When Charles Darwin recorded some of his first observations of living corals, clustered beneath the sea near the Abrolhos Islands, he’d only been on board the HMS Beagle for three months (it would be a five-year journey). “The bottom of the adjoining sea is thickly covered by enormous brain stones; many of them could not be less than a yard in diameter,” he wrote, referring to what we know now to be brain corals, the cerebrum- shaped, reef-building, stony corals that like to live in warm, shallow waters. It was 1831, and Darwin would eventually become obsessed with corals, publishing his first monograph, The Structure and Distribution of Coral Reefs, being the first part of the geology of the voyage of the Beagle, under the command of Capt Fitzroy, RN during the years 1832 to 1836, eleven years later. His theory, that coral reefs were formed as islands and volcanoes subsided back into the sea, has later proven true.
For marine biologist Colin Foord, there’s poetic significance in the shape of brain coral and the fact it mirrors humans so closely. “A coral has elements that make it part animal, part plant, and part mineral,” he says. I am at the house he shares with musician Jared McKay—together, the two make up Coral Morphologic, which they formed a decade ago to document, study, and preserve Miami’s native corals. Their lab is located within their home, a glowing-blue portal opposite their living room, and their house is in Spring Gardens, a neighbourhood along the Miami River with lush overgrowth and an expansive community of stray cats. “When you look at a brain coral, it wraps all that up in a brain-shaped package,” says Foord, “which pushes the limits of literal-metaphorical description. This whole time, the brain coral has been [as cryptic as the] philosopher’s stone … but we haven’t had the technology to extract its secrets.”
Activists, artists and intrepid scientists, Coral Morphologic’s work has taken the form of film (Natural History Redux, a documentary comprised of their footage of various coral species), virtual reality (at Design Miami/2014, they debuted Coral Therapy, a 360-degree Oculus Rift film) and, most intriguingly, coral aquaculture, growth, and research, all conducted in their lab. Their research has led them to partnerships with groups including Mission Blue, a collective of ocean conservationists founded by Dr Sylvia Earle, and Coral Biome, a France-based research center cultivating corals for their medical value. Coral Morphologic has also generated income by supplying corals to universities, research facilities and personal aquariums.
When Foord was five, his family took a trip to Mexico, where he observed living rocks while snorkeling; he knew, immediately, that he wanted to become a tropical marine biologist. I imagine his relationship with the brain coral as something akin to Proust’s madeleine—each time he examines their fleshy curvature he is transported to the moment he first saw them, and their formative importance. Through this, he has developed a strange symbiosis with the corals.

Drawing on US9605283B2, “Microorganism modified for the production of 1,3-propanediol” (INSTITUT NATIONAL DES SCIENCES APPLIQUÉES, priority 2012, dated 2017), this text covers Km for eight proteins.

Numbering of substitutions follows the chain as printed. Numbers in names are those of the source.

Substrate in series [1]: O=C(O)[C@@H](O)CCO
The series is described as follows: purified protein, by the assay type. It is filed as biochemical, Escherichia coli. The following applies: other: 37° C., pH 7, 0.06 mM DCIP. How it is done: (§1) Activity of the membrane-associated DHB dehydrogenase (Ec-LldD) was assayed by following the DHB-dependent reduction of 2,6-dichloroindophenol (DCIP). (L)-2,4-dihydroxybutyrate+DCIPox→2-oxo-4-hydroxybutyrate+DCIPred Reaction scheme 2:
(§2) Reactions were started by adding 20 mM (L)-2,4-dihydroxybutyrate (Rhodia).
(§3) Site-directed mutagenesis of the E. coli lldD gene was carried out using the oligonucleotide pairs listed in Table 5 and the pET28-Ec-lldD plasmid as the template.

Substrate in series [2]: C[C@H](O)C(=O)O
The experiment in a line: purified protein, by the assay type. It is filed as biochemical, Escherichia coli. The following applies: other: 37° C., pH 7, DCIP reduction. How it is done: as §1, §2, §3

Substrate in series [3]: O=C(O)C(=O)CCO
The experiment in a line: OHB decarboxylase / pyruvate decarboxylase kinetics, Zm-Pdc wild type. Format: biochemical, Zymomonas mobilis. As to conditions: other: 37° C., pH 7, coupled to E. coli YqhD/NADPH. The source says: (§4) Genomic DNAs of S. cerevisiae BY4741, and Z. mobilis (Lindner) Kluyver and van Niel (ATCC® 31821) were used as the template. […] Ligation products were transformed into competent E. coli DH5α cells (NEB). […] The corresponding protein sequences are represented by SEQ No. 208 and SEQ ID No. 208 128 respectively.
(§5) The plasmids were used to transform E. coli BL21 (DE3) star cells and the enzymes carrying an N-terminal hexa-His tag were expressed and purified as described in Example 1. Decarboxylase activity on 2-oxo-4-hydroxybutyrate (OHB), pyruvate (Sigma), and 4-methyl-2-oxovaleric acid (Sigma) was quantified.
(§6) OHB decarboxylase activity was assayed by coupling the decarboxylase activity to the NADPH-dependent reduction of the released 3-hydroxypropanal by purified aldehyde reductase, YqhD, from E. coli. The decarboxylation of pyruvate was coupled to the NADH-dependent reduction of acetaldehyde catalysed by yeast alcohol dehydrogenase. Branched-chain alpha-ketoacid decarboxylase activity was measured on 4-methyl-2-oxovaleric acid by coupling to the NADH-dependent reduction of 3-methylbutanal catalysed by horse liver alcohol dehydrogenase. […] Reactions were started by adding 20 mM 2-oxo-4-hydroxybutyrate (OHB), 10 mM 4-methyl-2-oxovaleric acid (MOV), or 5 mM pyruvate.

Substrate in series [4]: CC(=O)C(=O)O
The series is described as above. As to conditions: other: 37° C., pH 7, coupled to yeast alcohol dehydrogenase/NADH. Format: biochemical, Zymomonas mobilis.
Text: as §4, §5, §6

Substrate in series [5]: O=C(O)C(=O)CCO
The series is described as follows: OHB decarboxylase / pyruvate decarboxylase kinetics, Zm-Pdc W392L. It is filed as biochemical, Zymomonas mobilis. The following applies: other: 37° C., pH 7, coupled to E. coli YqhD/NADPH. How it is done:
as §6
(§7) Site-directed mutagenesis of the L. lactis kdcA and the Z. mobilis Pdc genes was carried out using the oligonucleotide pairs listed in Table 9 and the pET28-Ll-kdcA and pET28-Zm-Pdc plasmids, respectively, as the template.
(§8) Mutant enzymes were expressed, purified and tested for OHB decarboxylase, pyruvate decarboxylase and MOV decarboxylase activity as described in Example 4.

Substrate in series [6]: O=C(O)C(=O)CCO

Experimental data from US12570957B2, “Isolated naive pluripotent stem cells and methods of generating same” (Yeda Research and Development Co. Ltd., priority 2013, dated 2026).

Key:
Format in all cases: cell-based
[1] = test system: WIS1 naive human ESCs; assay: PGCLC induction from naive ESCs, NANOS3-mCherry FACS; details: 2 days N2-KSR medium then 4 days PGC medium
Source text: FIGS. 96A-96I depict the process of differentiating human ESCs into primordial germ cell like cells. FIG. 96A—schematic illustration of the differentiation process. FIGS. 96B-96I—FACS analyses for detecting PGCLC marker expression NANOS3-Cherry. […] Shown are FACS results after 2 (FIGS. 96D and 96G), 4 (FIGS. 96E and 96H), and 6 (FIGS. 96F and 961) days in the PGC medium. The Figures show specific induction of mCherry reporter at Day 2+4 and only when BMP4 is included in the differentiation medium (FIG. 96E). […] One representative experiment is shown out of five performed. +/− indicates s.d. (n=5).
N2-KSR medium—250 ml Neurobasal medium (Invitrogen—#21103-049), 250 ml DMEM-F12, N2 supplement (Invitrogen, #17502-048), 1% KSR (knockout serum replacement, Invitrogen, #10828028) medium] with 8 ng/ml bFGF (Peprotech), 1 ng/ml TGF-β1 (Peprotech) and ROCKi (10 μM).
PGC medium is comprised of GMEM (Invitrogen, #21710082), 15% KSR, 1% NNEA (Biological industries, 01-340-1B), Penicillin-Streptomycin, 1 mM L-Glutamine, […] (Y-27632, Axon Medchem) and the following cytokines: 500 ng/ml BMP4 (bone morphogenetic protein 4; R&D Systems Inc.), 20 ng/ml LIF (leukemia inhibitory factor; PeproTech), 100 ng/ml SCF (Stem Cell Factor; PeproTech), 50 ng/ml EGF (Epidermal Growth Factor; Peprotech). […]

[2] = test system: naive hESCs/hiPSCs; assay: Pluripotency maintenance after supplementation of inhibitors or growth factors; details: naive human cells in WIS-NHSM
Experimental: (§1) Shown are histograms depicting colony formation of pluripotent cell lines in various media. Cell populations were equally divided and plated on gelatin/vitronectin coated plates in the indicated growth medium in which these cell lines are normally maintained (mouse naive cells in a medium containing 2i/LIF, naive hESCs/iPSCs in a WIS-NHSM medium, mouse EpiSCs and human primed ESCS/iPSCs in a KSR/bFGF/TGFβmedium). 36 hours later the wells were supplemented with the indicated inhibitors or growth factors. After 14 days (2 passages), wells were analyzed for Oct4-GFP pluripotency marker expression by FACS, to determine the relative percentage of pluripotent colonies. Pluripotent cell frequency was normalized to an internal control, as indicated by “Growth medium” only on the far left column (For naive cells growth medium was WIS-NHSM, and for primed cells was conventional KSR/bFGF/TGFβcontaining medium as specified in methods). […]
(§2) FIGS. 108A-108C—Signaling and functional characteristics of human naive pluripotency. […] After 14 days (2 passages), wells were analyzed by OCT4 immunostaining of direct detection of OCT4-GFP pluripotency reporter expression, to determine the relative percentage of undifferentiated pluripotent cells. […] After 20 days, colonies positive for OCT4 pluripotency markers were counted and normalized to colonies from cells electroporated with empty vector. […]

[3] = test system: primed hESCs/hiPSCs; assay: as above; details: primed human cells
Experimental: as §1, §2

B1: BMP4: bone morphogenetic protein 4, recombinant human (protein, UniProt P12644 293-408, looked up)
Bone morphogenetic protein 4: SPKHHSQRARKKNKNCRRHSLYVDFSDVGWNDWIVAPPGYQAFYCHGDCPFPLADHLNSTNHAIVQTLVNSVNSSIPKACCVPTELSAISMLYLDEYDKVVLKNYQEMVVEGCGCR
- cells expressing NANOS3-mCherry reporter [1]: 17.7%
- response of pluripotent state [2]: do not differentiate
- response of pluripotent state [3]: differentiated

“If the corals aren’t happy, I’m not happy,” he says. “When you attach your mental health and emotional well-being to the health and survival of an extremely delicate invertebrate organism, it impacts your life. The white, patriarchal approach of the 20th century is very [tempered]—it’s like, ‘I’m the external observer and I’m looking in.’ That’s the antithesis of our approach. We want to be a part of it.”
There are over 1,000 species of stony corals in the world; of these, about 46 can be found in South Florida, Miami especially, along its seawalls and causeways and coastlines. In 1905, Government Cut, a manmade shipping channel between Fisher Island and Miami Beach, was established (via dredging, draining, and mangrove removal) to create easier access to the Port of Miami. Fresh water from the Miami River, which once drained into Biscayne Bay, was consequently blocked, giving the bay higher concentrations of salinity. This inadvertently created a coral-friendly ecosystem, one that eventually enabled coral reefs to stretch throughout Biscayne Bay.
Now, corals live happily along the sides of the MacArthur Causeway—a neon-lit highway stretching from downtown Miami to Miami Beach—and the mouth of Government Cut. “I believe Miami is one of the only places on the planet where corals are expanding their range and colonising, because the entire ecosystem of South Florida has been completely re-engineered by humans,” Foord explains. Miami’s coral population survives in an incredibly toxic environment—these urban areas are heavily polluted, collecting sunscreen, litter and sewage runoff. They’re what Foord describes as “evolutionary proving grounds.” In a 2011 TEDx talk, he coined the term “super corals” in reference to these highly resilient organisms.
“If corals can live in water that we’re not even supposed to be swimming in, it changes the concept of who’s more sensitive and delicate. Anecdotally, it appears that the coral inside Miami survived with much less stress than the corals living offshore at [the cleaner] Biscayne National Park. After my TEDx talk, I think other researchers recognised this paradigm shift—that we need to be going to unhealthy, unexpected places to look for healthy corals, rather than pristine locations with unhealthy corals. I think it’s more valuable to understand how these corals are adapting in commercial, urban, industrial habitats.”
If Miami is a canary in the mine for sea-level rise—and it’s often cited as one—its corals might be testament to the adaptability of marine life under objectively terrible pressure. Together, Miami and its corals live cyclically: most of Florida sits on top of limestone, which itself consists of the skeletons of corals and other marine creatures; if Miami were to sink, it’s clear that the corals, ever-resilient, would colonise and live atop our bones instead.